In all of these cases, the wording emphasizes appearances, masks upon something more essential, central, and real.  For me, this leads to a theological position that I find very reasonable: When I think of God in anthropomorphic terms, as if a person, then I am looking at a conceptual mask that helps me relate to God in a way that can be very meaningful and helpful, yet can nonetheless sometimes prevent me from experiencing God more directly and more fully.  Said another way, a mask can be very attractive, fun, informative, challenging, even threatening, and somewhat revealing in all of these ways, but if I want to get to know more about who or what is behind the mask, then sometimes I must be willing to let it fall. This is a point where great Christian mystics like St. John of the Cross and Meister Eckhart enter the theological discussion.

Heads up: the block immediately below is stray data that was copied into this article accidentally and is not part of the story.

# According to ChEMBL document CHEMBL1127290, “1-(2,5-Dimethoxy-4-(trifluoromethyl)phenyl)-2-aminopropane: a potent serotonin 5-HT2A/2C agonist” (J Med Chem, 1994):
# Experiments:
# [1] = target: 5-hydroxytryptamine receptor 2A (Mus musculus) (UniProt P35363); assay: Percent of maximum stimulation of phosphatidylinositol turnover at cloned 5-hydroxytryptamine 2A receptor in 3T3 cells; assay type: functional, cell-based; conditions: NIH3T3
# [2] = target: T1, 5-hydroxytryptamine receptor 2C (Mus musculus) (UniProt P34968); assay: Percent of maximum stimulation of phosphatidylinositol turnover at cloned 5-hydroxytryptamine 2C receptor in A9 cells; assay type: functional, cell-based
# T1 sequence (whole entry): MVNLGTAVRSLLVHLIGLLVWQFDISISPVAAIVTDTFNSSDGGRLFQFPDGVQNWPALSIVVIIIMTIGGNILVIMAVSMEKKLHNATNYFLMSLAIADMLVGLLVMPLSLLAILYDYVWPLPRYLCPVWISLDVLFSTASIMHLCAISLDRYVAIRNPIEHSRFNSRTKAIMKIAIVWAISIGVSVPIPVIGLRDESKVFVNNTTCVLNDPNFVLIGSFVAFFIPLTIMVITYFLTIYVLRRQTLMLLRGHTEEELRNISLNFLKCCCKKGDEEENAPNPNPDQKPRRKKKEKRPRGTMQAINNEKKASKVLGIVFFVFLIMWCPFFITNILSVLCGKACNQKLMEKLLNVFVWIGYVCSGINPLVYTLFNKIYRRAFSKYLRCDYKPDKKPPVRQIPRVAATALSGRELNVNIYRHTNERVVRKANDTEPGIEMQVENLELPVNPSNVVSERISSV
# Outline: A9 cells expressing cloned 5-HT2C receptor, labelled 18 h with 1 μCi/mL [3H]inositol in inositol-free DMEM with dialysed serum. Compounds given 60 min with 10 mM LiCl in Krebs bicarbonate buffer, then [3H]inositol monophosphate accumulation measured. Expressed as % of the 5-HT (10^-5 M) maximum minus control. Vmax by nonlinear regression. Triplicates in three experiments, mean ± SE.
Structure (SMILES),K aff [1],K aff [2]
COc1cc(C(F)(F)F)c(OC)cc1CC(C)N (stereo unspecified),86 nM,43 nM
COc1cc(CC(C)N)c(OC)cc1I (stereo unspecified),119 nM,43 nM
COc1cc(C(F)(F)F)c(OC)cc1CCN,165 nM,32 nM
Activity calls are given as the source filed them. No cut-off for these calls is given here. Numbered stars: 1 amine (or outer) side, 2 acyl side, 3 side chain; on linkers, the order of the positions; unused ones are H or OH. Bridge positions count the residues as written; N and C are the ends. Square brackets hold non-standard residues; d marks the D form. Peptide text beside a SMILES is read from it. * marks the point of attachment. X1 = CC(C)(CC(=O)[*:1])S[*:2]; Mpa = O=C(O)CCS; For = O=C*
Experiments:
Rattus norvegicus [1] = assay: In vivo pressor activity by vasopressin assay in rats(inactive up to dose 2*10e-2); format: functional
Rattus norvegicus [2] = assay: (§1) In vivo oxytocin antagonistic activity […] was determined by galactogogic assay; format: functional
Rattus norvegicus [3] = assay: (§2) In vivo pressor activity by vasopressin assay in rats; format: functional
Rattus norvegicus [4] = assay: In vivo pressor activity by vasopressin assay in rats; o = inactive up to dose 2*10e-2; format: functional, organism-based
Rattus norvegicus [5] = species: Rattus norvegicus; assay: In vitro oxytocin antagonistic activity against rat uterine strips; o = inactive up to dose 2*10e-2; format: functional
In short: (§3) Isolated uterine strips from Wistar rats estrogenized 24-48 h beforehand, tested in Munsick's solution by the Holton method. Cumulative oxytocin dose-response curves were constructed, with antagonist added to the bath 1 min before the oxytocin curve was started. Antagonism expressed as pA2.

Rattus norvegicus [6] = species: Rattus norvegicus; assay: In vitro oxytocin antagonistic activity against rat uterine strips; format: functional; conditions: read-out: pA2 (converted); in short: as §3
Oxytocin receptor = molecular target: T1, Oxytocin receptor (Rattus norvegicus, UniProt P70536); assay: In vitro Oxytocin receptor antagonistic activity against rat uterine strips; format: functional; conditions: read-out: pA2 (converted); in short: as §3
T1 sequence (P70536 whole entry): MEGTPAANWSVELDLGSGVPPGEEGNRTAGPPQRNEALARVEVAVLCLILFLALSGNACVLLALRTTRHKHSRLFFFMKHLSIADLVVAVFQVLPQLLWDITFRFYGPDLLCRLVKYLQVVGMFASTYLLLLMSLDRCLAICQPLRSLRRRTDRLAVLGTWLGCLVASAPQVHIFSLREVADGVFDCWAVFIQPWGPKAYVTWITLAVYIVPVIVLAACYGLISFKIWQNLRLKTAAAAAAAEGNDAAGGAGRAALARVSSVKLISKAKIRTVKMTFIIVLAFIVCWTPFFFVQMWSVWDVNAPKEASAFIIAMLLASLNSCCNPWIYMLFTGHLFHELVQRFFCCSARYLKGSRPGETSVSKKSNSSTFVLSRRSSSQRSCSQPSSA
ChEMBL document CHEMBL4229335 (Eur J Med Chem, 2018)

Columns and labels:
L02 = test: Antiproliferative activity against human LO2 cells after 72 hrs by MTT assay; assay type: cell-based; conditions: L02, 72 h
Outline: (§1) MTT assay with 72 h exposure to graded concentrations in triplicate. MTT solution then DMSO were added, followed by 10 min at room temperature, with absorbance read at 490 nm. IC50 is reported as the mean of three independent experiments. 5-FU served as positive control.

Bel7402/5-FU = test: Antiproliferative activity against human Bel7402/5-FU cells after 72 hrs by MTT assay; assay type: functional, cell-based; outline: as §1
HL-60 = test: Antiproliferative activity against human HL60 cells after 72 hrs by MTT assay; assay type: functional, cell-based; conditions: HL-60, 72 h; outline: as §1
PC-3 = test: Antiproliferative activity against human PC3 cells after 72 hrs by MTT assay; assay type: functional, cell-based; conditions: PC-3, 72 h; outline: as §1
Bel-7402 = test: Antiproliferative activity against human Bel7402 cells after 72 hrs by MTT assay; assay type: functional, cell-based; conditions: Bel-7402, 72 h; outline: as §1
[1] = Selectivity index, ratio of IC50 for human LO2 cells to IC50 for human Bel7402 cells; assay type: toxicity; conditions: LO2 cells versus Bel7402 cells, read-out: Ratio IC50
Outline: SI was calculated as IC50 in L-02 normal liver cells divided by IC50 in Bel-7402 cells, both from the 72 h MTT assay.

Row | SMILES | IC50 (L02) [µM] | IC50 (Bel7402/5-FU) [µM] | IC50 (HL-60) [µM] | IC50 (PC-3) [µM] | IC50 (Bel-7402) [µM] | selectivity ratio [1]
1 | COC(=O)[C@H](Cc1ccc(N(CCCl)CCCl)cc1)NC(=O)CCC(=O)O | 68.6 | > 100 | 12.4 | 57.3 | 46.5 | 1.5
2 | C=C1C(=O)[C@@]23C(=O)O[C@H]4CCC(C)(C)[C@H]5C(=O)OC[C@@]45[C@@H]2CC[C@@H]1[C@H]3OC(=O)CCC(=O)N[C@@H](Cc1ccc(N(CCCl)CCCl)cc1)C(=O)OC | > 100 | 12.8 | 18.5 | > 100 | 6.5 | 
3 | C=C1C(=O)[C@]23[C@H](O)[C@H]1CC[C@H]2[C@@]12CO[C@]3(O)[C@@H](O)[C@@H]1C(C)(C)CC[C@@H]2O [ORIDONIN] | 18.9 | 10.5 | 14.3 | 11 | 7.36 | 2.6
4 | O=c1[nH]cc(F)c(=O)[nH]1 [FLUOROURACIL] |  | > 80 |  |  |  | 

Mysticism and the Trans-Personal Perspective on God